I learned weaving skills through courses taken at the Marshfield School of Weaving located in Vermont. There we used equipment of the 19th c., this gave me a deep sense of connectivity and I was hooked. I was opened up to a world of color and texture and patterns with endless possibilities.
Weaving over 35 years, one gains so much just by doing and experimenting. Over those years and to this day my primary occupation has been producing handwoven fabrics for designers, to their specifications. On my own time, weaving continues with one of a kind items for the home. A particular yarn may set off a series of ideas or a season that may inspire certain combinations of colors. The design and creation of scarves provide me with opportunities to play with color, pattern, and texture. Chenille, a yarn known for its velvety texture, is unparalleled for its luxurious softness, drape, and intriguing play of light and shadow. Each one is unique.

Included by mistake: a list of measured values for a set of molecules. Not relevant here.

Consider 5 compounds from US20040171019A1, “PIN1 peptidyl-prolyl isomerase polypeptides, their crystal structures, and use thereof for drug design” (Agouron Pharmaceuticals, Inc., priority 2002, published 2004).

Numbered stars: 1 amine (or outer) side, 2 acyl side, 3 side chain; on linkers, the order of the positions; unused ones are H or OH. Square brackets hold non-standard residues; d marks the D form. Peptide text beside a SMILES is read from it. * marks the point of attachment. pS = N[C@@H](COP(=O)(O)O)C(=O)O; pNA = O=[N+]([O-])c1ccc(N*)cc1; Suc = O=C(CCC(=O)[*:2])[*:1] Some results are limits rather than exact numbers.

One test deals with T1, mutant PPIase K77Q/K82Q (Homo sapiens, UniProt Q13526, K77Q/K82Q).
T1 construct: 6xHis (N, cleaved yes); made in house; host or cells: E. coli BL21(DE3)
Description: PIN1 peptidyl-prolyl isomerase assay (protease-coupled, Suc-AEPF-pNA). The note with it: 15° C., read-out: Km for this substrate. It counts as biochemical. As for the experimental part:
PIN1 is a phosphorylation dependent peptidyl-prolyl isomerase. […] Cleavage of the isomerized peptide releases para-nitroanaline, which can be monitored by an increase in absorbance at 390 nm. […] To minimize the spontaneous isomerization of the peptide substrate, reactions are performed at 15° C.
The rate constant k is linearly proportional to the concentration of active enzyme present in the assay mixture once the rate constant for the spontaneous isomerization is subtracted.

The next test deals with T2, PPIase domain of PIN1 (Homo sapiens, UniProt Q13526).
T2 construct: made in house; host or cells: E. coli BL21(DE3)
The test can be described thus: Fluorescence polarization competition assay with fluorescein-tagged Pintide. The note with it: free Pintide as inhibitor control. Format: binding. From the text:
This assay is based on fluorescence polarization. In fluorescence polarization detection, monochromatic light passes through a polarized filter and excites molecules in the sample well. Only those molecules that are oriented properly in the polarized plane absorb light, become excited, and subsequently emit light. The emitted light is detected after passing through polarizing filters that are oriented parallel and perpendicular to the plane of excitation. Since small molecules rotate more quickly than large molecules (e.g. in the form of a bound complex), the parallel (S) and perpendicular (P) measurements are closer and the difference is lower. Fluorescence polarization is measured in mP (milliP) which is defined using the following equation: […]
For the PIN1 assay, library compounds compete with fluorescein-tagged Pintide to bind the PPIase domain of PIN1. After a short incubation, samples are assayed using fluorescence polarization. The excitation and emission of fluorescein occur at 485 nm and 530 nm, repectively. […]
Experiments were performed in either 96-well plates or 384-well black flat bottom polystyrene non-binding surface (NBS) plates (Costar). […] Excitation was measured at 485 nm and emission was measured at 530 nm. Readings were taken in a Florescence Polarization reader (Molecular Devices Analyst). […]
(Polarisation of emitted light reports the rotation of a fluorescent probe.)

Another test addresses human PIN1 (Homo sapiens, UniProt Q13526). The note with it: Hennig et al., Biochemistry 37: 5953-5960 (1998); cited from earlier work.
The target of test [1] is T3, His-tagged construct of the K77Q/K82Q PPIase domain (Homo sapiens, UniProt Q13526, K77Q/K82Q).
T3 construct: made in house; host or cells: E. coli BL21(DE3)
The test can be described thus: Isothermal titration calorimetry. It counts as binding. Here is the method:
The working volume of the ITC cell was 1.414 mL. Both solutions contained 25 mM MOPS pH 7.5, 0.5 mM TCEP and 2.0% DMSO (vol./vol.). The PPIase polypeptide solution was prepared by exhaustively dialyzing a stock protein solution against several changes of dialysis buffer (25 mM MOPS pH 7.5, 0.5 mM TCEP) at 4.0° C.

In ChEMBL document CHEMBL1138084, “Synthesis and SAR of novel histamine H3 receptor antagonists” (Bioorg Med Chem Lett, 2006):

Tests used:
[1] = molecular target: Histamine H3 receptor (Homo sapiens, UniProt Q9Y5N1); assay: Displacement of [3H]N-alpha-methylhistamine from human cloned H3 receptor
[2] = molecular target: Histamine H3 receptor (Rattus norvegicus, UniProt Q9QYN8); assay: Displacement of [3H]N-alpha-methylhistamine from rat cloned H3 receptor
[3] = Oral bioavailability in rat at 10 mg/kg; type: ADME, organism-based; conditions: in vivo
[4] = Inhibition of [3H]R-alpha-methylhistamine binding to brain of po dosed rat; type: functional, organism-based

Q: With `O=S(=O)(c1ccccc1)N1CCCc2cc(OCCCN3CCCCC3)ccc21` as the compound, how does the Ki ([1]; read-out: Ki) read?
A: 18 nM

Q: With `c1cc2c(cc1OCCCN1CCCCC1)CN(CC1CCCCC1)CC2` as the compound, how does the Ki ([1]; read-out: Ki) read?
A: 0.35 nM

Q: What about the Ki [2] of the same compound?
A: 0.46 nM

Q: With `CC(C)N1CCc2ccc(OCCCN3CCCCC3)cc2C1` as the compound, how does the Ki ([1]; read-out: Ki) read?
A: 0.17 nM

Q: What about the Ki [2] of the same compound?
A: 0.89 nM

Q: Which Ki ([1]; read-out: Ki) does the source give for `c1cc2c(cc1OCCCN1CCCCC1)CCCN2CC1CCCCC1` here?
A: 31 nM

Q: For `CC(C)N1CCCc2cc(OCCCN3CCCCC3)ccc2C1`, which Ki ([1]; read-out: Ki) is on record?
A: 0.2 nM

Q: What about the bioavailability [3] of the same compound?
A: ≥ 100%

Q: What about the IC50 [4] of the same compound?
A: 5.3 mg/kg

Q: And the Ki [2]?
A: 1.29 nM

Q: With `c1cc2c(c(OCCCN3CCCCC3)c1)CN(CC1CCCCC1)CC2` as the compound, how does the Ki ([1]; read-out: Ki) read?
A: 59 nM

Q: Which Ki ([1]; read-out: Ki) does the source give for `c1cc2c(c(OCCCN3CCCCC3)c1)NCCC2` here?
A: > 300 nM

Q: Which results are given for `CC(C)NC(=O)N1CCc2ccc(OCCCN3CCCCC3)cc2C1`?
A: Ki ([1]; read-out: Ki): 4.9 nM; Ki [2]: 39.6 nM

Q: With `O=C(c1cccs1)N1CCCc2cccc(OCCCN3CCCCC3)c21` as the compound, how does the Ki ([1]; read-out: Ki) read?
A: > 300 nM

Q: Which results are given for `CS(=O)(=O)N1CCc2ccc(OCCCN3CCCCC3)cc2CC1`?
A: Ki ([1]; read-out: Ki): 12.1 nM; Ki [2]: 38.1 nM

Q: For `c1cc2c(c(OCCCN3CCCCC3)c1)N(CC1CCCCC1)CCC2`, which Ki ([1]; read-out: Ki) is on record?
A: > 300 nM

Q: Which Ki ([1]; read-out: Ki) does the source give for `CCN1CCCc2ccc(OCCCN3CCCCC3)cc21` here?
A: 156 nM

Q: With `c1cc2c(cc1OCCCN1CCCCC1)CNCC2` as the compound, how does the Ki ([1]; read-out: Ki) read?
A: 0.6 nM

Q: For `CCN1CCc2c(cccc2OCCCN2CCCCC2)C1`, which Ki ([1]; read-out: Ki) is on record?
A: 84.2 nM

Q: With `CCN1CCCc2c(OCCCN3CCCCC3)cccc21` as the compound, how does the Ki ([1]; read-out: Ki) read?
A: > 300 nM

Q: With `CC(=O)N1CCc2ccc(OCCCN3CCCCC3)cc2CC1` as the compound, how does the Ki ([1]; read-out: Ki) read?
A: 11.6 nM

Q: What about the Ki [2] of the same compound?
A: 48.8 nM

I approach rug making in the same way. Using several strands of wool to create a sense of movement, they are evocative of landscapes, sunsets over the ocean or mountains. The rich colors of fall, the delicate greens of spring or a rainbow after a summer shower offer abundant inspiration. Tradition and practicality merge in my use of rags as material for rugs. I have been weaving green throughout my career, reusing and repurposing materials whenever possible with surprising and often exciting results. Once again, practicality led me to create a line of dish towels that absorb water easily and leave no lint behind. No two are alike, they are fun to make and use.